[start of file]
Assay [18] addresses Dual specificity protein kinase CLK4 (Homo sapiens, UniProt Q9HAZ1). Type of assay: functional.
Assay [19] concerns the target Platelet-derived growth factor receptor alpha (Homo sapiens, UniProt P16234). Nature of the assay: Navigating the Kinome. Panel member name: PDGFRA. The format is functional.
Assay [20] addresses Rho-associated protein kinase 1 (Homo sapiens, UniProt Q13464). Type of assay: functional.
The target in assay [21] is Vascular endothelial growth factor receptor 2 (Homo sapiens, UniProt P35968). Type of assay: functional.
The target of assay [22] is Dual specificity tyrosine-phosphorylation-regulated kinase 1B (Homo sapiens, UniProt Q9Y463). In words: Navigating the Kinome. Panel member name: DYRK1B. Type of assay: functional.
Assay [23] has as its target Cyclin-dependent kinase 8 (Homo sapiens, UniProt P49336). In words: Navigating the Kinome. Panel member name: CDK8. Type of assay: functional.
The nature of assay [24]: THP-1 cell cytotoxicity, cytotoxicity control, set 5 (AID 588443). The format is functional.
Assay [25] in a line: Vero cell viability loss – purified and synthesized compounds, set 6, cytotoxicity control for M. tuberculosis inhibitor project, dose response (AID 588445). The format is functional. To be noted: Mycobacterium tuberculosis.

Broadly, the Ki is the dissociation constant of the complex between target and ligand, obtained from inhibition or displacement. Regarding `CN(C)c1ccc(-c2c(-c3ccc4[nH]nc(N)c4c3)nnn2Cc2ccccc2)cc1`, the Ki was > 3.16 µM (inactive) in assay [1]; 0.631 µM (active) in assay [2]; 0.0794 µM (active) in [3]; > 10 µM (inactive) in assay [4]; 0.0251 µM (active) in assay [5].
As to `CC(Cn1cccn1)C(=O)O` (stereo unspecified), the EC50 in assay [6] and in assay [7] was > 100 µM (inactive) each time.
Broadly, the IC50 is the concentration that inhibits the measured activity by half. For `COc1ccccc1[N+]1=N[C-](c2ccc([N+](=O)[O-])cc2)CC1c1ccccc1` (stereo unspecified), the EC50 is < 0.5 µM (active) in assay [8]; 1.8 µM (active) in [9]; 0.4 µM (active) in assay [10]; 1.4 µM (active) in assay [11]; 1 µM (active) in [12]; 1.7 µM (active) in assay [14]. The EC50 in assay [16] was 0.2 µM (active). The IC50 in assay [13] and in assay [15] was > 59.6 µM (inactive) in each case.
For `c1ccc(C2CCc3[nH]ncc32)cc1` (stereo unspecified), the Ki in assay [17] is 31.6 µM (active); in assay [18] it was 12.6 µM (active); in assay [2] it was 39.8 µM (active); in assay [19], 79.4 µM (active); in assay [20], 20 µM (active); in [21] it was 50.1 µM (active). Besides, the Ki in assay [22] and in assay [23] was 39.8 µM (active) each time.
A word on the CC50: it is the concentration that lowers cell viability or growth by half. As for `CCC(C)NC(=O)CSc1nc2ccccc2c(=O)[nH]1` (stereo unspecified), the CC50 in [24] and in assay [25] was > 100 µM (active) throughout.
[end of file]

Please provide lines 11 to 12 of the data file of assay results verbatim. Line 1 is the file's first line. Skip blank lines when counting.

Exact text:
Broadly, the IC50 is the concentration that inhibits the measured activity by half. For `COc1ccccc1[N+]1=N[C-](c2ccc([N+](=O)[O-])cc2)CC1c1ccccc1` (stereo unspecified), the EC50 is < 0.5 µM (active) in assay [8]; 1.8 µM (active) in [9]; 0.4 µM (active) in assay [10]; 1.4 µM (active) in assay [11]; 1 µM (active) in [12]; 1.7 µM (active) in assay [14]. The EC50 in assay [16] was 0.2 µM (active). The IC50 in assay [13] and in assay [15] was > 59.6 µM (inactive) in each case.
For `c1ccc(C2CCc3[nH]ncc32)cc1` (stereo unspecified), the Ki in assay [17] is 31.6 µM (active); in assay [18] it was 12.6 µM (active); in assay [2] it was 39.8 µM (active); in assay [19], 79.4 µM (active); in assay [20], 20 µM (active); in [21] it was 50.1 µM (active). Besides, the Ki in assay [22] and in assay [23] was 39.8 µM (active) each time.